Blockchain technology has been slow to take off in the restaurant industry. But the launch of a new credit card currently accepted by Palo Alto, Calif. merchants and restaurants could help restaurants see the tangible benefits. Restaurant Dive reports that Yosemite X, a technology company that developed a public blockchain platform, has just launched Yosemite Card, a 0 percent transaction fee credit card that is expected to save businesses 2-3 percent on transaction costs annually. It generates a random PIN every 30 seconds, which could provide protection against data breaches, and it can also integrate with a restaurant’s existing systems to offer a rewards program. The technology could still be a ways off from being widespread in the industry, but applications like this could well provide telling data points about how blockchain can help restaurants improve margins, as well as manage and protect their data.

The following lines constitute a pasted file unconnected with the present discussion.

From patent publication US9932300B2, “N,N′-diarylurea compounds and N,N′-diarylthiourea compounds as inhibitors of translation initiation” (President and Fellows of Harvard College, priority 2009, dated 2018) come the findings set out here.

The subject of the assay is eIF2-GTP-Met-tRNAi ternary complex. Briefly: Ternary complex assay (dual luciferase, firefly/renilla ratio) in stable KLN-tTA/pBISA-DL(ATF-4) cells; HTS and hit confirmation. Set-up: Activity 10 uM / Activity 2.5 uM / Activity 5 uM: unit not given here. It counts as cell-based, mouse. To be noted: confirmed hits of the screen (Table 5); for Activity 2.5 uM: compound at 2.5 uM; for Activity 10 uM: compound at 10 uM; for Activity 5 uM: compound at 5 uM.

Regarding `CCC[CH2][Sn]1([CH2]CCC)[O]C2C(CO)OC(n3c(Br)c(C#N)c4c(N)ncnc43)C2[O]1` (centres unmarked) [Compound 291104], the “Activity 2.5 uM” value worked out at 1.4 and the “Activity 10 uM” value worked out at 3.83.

Artificial intelligence (AI) might still sound a little futuristic — or like technology that mainly large national brands can harness at this stage. But the next decade should be eye-opening: By 2030, almost 70 percent of businesses will use some form of AI in their operation, according to McKinsey research. Restaurants that readily understand how to adopt it and where it can provide the greatest value should be able to gain a competitive advantage. Restaurant Nuts suggests two areas that are ripe for AI adoption in restaurants of any size: improving sourcing and translating reams of data into sales. For example, when you consider your inventory, how accurate are you able to be about the items you will need? Do you rely on last year’s data mixed with some guesswork? AI can use predictive analytics that incorporate historical data from a range of relevant periods, along with weather, holidays and other factors that can impact demand, to help eliminate the trial and error that can waste money. Further, even if you have a POS system that gathers thousands of data points about your guests, that data is only useful to you if you’re able to analyze it quickly and apply it to strategies that will keep guests happy and returning. AI can help operators by collecting a wide range of data about everything from sales to purchasing, then assessing it against current consumer trends. As a result, you’ll be able to make decisions in real time, not weeks or months behind schedule. Forbes reports that the hospitality technology company Fourth, which supports such brands as TGI Friday’s, Eataly, Bar Louie and Dairy Queen, among others, is one that has expanded into AI recently. Other reports indicate that McDonald’s uses AI to find diverse employee candidates. Look for more restaurant technology systems to start to integrate AI functionality into their software.